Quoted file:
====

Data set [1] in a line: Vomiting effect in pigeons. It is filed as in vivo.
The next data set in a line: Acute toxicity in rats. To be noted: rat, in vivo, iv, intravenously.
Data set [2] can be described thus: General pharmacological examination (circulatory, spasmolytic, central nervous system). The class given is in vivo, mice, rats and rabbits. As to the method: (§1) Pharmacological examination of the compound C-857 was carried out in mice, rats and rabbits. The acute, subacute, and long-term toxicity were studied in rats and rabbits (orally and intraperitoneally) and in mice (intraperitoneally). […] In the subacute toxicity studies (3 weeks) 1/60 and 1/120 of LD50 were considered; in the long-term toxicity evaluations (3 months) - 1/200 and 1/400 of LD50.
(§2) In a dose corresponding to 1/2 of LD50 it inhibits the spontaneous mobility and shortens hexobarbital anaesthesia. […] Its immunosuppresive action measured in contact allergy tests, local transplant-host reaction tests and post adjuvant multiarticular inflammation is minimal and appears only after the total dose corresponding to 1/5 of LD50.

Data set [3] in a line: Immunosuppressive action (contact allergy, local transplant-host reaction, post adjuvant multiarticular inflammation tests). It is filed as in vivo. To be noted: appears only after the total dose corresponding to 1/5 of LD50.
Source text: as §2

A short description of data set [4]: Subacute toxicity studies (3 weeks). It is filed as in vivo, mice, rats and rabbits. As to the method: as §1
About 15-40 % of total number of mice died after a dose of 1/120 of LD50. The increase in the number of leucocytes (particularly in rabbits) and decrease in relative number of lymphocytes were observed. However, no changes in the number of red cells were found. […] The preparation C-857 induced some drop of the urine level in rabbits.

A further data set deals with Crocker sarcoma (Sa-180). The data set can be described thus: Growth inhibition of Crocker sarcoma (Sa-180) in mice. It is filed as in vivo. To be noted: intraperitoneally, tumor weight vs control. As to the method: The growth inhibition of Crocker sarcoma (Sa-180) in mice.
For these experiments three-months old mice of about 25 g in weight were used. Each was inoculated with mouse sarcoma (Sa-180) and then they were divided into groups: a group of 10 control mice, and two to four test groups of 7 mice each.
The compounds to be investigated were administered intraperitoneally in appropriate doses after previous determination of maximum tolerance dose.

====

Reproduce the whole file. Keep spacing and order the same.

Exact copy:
Data set [1] in a line: Vomiting effect in pigeons. It is filed as in vivo.
The next data set in a line: Acute toxicity in rats. To be noted: rat, in vivo, iv, intravenously.
Data set [2] can be described thus: General pharmacological examination (circulatory, spasmolytic, central nervous system). The class given is in vivo, mice, rats and rabbits. As to the method: (§1) Pharmacological examination of the compound C-857 was carried out in mice, rats and rabbits. The acute, subacute, and long-term toxicity were studied in rats and rabbits (orally and intraperitoneally) and in mice (intraperitoneally). […] In the subacute toxicity studies (3 weeks) 1/60 and 1/120 of LD50 were considered; in the long-term toxicity evaluations (3 months) - 1/200 and 1/400 of LD50.
(§2) In a dose corresponding to 1/2 of LD50 it inhibits the spontaneous mobility and shortens hexobarbital anaesthesia. […] Its immunosuppresive action measured in contact allergy tests, local transplant-host reaction tests and post adjuvant multiarticular inflammation is minimal and appears only after the total dose corresponding to 1/5 of LD50.

Data set [3] in a line: Immunosuppressive action (contact allergy, local transplant-host reaction, post adjuvant multiarticular inflammation tests). It is filed as in vivo. To be noted: appears only after the total dose corresponding to 1/5 of LD50.
Source text: as §2

A short description of data set [4]: Subacute toxicity studies (3 weeks). It is filed as in vivo, mice, rats and rabbits. As to the method: as §1
About 15-40 % of total number of mice died after a dose of 1/120 of LD50. The increase in the number of leucocytes (particularly in rabbits) and decrease in relative number of lymphocytes were observed. However, no changes in the number of red cells were found. […] The preparation C-857 induced some drop of the urine level in rabbits.

A further data set deals with Crocker sarcoma (Sa-180). The data set can be described thus: Growth inhibition of Crocker sarcoma (Sa-180) in mice. It is filed as in vivo. To be noted: intraperitoneally, tumor weight vs control. As to the method: The growth inhibition of Crocker sarcoma (Sa-180) in mice.
For these experiments three-months old mice of about 25 g in weight were used. Each was inoculated with mouse sarcoma (Sa-180) and then they were divided into groups: a group of 10 control mice, and two to four test groups of 7 mice each.
The compounds to be investigated were administered intraperitoneally in appropriate doses after previous determination of maximum tolerance dose.